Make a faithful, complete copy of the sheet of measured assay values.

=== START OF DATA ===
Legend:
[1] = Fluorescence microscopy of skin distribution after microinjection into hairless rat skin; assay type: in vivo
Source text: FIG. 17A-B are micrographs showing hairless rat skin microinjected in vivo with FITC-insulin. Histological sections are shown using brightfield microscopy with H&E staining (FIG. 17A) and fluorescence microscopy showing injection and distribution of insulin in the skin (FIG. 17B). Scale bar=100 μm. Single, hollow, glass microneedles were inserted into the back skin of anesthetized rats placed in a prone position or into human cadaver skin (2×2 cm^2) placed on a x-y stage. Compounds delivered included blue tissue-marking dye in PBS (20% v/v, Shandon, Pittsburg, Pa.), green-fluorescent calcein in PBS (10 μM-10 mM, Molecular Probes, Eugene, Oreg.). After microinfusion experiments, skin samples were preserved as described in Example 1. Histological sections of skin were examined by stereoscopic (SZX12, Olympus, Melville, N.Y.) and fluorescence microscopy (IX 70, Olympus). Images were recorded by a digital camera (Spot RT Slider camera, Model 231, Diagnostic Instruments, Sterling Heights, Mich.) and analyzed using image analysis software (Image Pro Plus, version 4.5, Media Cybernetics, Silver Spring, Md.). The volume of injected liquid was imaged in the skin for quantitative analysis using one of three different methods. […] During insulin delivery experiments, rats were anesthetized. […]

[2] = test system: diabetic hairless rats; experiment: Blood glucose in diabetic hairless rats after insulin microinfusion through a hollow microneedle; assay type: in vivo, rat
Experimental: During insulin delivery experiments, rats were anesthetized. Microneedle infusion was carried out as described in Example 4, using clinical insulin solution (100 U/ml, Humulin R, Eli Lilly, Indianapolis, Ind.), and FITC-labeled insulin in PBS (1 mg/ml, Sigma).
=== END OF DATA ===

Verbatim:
Legend:
[1] = Fluorescence microscopy of skin distribution after microinjection into hairless rat skin; assay type: in vivo
Source text: FIG. 17A-B are micrographs showing hairless rat skin microinjected in vivo with FITC-insulin. Histological sections are shown using brightfield microscopy with H&E staining (FIG. 17A) and fluorescence microscopy showing injection and distribution of insulin in the skin (FIG. 17B). Scale bar=100 μm. Single, hollow, glass microneedles were inserted into the back skin of anesthetized rats placed in a prone position or into human cadaver skin (2×2 cm^2) placed on a x-y stage. Compounds delivered included blue tissue-marking dye in PBS (20% v/v, Shandon, Pittsburg, Pa.), green-fluorescent calcein in PBS (10 μM-10 mM, Molecular Probes, Eugene, Oreg.). After microinfusion experiments, skin samples were preserved as described in Example 1. Histological sections of skin were examined by stereoscopic (SZX12, Olympus, Melville, N.Y.) and fluorescence microscopy (IX 70, Olympus). Images were recorded by a digital camera (Spot RT Slider camera, Model 231, Diagnostic Instruments, Sterling Heights, Mich.) and analyzed using image analysis software (Image Pro Plus, version 4.5, Media Cybernetics, Silver Spring, Md.). The volume of injected liquid was imaged in the skin for quantitative analysis using one of three different methods. […] During insulin delivery experiments, rats were anesthetized. […]

[2] = test system: diabetic hairless rats; experiment: Blood glucose in diabetic hairless rats after insulin microinfusion through a hollow microneedle; assay type: in vivo, rat
Experimental: During insulin delivery experiments, rats were anesthetized. Microneedle infusion was carried out as described in Example 4, using clinical insulin solution (100 U/ml, Humulin R, Eli Lilly, Indianapolis, Ind.), and FITC-labeled insulin in PBS (1 mg/ml, Sigma).